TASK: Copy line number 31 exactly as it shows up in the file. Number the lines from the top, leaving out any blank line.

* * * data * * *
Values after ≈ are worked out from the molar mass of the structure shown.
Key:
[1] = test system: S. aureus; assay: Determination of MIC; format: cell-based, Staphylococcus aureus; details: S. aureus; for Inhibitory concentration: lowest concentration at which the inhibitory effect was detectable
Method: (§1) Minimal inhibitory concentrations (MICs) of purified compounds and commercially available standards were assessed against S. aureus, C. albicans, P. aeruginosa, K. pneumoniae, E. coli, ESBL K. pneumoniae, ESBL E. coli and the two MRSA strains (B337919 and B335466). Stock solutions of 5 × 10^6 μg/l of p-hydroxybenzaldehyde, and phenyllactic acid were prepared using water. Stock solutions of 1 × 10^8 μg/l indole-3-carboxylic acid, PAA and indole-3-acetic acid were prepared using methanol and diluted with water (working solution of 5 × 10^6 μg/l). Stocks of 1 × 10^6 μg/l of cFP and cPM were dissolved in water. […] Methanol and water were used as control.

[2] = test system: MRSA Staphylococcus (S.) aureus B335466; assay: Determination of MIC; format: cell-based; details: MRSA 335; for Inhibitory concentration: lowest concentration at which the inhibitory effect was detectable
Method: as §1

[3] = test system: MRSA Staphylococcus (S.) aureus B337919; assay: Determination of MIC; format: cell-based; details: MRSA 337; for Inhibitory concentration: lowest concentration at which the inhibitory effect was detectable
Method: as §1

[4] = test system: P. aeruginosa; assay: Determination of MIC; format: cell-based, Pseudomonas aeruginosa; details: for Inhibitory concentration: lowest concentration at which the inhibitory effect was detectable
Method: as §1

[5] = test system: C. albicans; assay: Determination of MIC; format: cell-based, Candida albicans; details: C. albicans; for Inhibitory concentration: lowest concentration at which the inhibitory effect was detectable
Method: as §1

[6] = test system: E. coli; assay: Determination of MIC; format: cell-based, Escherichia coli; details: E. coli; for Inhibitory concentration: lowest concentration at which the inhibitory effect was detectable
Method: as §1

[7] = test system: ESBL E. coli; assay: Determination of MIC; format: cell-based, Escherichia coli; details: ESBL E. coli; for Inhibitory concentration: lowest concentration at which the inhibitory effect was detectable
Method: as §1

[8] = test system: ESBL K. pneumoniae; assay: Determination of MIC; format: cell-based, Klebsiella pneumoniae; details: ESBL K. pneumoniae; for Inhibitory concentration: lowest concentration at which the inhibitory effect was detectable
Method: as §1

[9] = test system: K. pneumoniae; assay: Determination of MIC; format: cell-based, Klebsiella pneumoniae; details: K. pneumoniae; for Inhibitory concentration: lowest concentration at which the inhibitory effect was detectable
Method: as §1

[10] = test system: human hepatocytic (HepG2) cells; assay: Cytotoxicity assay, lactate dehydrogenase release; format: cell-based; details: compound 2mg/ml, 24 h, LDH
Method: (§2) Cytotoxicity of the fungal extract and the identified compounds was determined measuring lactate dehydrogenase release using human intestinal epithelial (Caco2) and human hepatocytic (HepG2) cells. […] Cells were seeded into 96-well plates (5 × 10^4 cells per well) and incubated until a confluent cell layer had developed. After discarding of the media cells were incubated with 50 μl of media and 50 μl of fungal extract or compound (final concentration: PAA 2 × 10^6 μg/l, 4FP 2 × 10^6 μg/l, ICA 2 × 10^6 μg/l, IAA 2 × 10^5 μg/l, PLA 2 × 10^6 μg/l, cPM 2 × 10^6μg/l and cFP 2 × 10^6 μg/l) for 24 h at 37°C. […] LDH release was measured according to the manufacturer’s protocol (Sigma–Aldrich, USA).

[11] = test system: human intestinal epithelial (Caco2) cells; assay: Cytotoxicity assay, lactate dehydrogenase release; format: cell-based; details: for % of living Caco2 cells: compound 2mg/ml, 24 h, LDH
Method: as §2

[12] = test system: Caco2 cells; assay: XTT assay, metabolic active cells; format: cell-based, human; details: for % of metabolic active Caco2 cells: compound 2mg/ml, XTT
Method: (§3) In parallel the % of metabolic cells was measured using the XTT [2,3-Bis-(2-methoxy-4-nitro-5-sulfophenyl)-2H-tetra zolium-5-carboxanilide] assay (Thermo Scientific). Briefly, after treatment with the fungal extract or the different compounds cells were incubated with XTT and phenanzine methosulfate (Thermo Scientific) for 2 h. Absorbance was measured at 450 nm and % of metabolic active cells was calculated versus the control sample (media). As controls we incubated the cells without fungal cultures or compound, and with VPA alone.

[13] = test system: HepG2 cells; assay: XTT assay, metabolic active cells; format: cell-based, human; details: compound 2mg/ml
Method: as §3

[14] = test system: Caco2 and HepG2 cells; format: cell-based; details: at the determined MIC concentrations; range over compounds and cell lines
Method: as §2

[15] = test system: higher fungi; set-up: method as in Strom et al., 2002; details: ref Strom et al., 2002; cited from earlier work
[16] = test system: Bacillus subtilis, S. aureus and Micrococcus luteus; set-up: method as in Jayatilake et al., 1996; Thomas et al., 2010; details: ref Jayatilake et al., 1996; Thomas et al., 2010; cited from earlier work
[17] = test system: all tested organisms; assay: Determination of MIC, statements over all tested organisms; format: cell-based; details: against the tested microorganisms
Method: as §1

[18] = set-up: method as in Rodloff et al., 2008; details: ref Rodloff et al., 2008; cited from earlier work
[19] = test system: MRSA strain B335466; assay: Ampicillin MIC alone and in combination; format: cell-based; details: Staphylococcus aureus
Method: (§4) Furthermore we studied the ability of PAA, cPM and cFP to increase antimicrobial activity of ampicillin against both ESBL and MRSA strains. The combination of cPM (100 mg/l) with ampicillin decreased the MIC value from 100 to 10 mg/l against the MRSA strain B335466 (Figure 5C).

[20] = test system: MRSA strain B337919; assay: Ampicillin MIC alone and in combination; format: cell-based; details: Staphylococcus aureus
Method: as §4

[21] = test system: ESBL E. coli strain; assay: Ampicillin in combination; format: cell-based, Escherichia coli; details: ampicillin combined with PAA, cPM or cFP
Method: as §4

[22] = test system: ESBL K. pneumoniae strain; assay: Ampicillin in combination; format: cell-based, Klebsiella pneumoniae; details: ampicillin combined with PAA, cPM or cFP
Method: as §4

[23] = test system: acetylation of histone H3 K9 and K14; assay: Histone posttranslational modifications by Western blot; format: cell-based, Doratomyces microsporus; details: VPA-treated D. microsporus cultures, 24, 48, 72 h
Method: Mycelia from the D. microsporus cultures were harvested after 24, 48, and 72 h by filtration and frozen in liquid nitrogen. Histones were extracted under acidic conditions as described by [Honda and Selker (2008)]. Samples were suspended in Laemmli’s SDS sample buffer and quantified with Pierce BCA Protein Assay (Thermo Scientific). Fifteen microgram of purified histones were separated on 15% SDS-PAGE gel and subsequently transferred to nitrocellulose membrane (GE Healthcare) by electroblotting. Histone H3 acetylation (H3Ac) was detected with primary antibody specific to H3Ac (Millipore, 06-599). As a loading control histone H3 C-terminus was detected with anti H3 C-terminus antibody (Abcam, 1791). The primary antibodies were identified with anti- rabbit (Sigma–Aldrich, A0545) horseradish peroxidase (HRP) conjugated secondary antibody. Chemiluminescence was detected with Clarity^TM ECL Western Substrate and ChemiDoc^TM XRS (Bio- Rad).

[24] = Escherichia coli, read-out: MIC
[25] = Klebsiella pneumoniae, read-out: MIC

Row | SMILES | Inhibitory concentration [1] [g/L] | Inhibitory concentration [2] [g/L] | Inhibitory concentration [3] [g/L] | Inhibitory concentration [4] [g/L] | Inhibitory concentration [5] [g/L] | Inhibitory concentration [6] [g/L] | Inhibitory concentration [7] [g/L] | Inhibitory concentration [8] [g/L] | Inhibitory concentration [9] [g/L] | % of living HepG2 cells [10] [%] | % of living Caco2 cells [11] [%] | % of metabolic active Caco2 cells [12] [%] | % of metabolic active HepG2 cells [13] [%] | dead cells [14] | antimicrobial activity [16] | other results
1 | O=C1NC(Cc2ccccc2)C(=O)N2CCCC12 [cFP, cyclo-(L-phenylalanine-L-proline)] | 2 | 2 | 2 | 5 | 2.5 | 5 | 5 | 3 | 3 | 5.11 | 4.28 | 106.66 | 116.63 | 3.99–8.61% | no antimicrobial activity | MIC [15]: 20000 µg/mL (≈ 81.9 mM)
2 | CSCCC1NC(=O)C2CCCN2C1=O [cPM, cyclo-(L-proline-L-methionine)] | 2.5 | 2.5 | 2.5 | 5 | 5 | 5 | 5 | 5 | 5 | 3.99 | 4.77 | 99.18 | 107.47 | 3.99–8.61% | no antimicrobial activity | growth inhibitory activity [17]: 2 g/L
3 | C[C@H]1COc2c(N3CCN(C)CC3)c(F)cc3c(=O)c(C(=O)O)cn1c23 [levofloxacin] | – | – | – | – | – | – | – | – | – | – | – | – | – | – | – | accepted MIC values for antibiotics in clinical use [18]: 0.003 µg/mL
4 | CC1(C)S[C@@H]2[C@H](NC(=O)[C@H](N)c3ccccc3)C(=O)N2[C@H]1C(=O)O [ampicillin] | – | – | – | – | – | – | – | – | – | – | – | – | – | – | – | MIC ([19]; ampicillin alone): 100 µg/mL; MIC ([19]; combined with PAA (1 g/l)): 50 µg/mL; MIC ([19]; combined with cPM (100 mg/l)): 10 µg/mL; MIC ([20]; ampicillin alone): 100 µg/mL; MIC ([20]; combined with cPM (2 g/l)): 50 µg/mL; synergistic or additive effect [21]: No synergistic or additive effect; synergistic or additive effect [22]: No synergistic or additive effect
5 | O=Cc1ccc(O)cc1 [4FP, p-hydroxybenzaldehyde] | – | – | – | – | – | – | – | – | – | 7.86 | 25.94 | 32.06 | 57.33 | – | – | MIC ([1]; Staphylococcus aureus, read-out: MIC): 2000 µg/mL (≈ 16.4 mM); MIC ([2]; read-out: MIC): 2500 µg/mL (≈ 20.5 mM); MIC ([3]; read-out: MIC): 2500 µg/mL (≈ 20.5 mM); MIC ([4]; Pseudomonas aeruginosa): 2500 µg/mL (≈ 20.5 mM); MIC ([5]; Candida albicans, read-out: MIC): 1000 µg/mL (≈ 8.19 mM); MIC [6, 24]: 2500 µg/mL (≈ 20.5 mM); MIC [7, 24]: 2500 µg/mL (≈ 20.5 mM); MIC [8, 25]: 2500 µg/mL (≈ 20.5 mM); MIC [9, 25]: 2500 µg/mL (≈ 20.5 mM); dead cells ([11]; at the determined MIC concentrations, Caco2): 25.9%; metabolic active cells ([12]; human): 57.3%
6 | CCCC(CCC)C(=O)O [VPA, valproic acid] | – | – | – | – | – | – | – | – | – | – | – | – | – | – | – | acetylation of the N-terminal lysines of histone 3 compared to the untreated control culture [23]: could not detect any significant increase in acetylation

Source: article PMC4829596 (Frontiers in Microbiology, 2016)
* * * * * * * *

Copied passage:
[15] = test system: higher fungi; set-up: method as in Strom et al., 2002; details: ref Strom et al., 2002; cited from earlier work